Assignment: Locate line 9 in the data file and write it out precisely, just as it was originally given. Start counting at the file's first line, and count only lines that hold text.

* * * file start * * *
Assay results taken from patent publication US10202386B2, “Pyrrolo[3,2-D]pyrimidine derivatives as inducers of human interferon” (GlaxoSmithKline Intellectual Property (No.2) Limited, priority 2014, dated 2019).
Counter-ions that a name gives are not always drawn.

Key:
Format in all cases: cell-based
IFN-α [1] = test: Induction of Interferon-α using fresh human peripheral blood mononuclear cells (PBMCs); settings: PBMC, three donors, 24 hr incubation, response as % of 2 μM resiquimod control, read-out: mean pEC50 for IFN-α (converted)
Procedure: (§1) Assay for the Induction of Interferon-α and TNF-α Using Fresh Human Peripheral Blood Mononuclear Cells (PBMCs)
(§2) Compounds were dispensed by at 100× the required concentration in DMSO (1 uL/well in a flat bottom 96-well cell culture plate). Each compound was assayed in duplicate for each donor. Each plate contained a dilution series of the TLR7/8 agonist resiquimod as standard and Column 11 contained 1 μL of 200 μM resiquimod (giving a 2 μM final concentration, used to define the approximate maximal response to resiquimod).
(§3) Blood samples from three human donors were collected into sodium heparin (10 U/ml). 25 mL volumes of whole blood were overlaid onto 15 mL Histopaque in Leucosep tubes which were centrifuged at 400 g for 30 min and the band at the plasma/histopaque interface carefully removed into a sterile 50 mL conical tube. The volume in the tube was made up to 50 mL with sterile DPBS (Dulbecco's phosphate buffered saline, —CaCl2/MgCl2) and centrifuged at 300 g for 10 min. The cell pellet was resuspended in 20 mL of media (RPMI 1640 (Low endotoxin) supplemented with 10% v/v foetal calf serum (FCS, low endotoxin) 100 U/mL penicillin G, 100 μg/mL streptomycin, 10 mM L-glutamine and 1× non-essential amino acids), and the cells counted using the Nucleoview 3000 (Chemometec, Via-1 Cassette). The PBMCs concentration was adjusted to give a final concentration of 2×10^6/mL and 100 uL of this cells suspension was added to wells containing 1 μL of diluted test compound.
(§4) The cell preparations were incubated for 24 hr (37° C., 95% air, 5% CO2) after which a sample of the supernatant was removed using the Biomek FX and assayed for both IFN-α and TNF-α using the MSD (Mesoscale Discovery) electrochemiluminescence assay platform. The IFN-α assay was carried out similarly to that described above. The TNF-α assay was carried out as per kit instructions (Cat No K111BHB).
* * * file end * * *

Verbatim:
(§4) The cell preparations were incubated for 24 hr (37° C., 95% air, 5% CO2) after which a sample of the supernatant was removed using the Biomek FX and assayed for both IFN-α and TNF-α using the MSD (Mesoscale Discovery) electrochemiluminescence assay platform. The IFN-α assay was carried out similarly to that described above. The TNF-α assay was carried out as per kit instructions (Cat No K111BHB).